Archive for the ‘feelings’ Tag

Reading the Heart’s Braille   Leave a comment

I woke up today with a sweet dog snuggled up to me and a loving God looking down on me with a good-morning smile. I lay there talking with Him for some time, and then sat up and all the good feelings drained away like cascading water. This is a regular occurrence, and I’m not sure what to make of it.

I’m like an emotional preschooler, unable to understand my own emotions–what I feel and why I feel that way. I have the emotional theory down pretty well, but like passing a written driver’s test, knowing the answers on an exam doesn’t help much behind the wheel. Trying to interpret the principles into practice is still largely a conundrum for me. I’m not sure approaching it like a science is the best route anyway. If I thoroughly studied gravity, balance, muscular response and tried to apply that knowledge to learning to ride a bicycle, I think I would find it more a hindrance than a help.

But that analogy fails to capture the complexity and variability of emotions, and the experiential feedback I get is not like falling off a bike—it is not immediate, clear, and simple. Occasionally I know straight off that I got it right–that my gentle response to a harsh retort came from a healthy place and felt emotionally rewarding. But that immediate and clear reading of my heartbeat is rare and comes after a great deal of struggle, trial, and slowly growing insight into some facet of my heart. Often my response is partially unhealthy (which part, and how?) and my emotions are conflicted–a dash of fear, a sprinkle of false guilt, a slather of confusion, a pinch of hope.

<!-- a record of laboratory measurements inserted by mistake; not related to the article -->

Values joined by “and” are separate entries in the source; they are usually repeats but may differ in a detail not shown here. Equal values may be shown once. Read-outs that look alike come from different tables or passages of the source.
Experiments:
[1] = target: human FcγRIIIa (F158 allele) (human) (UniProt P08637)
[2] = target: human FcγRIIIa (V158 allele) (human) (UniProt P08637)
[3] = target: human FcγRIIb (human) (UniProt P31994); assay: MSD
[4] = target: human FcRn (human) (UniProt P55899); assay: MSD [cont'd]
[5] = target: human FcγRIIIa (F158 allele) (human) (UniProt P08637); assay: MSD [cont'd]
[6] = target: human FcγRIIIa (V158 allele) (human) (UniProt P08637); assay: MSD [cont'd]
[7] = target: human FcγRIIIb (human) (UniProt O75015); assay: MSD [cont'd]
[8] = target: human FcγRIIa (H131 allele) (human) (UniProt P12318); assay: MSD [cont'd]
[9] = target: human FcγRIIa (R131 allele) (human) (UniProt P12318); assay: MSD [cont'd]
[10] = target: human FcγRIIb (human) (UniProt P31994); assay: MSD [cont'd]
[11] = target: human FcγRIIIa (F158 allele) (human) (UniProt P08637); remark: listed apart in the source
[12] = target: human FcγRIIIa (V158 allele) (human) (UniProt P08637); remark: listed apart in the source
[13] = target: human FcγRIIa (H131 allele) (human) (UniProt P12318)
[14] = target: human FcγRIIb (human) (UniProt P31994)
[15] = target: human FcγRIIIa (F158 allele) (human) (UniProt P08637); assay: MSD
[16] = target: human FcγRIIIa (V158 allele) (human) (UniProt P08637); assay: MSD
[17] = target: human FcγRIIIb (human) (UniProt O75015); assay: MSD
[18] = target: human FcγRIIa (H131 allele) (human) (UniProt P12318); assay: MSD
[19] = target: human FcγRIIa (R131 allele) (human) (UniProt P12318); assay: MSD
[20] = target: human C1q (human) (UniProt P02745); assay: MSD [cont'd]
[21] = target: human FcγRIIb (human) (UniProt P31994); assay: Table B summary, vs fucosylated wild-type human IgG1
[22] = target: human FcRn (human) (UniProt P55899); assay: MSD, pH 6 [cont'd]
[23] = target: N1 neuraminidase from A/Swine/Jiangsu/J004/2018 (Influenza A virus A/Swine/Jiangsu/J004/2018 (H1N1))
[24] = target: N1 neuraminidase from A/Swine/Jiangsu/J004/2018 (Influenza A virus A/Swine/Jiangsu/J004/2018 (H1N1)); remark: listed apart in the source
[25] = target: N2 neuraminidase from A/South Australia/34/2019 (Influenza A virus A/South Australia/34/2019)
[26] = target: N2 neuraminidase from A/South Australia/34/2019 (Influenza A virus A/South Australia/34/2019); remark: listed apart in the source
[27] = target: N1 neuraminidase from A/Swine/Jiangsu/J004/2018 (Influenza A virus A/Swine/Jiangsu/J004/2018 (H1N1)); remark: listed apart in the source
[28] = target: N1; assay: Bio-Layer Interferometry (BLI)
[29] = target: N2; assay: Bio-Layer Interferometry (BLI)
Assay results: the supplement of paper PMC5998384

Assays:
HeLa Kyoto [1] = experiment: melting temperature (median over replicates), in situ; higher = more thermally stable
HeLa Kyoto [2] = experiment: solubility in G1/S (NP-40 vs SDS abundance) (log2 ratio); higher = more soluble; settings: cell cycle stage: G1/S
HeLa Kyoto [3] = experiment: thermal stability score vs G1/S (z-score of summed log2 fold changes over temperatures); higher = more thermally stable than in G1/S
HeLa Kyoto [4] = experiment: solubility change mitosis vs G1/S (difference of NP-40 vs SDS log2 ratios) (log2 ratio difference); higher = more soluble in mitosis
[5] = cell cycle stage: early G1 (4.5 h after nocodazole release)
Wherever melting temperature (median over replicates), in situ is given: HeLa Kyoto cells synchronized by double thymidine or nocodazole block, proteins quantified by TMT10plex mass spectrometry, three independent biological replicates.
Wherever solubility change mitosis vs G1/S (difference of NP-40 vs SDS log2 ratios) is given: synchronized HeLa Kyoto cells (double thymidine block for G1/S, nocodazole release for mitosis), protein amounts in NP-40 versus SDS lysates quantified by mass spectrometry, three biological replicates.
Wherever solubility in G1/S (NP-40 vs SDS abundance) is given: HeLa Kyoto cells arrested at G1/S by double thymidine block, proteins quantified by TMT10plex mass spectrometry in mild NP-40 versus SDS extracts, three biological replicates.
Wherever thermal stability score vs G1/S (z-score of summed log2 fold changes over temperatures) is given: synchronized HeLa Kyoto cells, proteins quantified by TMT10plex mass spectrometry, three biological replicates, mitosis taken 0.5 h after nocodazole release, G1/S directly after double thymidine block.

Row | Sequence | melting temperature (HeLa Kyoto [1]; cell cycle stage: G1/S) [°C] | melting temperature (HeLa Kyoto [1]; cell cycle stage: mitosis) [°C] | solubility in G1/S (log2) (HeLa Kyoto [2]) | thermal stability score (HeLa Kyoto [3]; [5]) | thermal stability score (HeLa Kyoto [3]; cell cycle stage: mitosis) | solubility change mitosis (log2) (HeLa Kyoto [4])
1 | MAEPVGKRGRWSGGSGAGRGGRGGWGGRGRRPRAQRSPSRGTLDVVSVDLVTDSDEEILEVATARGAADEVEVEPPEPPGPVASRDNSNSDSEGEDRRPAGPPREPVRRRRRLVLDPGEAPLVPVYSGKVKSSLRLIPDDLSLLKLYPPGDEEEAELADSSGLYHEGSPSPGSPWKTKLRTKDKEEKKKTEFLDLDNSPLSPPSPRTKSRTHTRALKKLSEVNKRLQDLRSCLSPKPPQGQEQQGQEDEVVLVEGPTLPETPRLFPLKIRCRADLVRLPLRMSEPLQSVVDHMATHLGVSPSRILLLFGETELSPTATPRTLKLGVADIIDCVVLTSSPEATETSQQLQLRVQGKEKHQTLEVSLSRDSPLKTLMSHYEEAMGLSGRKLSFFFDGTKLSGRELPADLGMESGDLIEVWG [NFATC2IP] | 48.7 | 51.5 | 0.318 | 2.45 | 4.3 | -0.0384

We all ride bikes the same, but our emotions play out uniquely for each of us. So we learn basic principles about emotions, but using them to understand ourselves (and others) is a complex skill that must be learned the long, hard way by practice, regularly skinning our knees and running into things in the process. It takes fearlessness, tenacity, and commitment.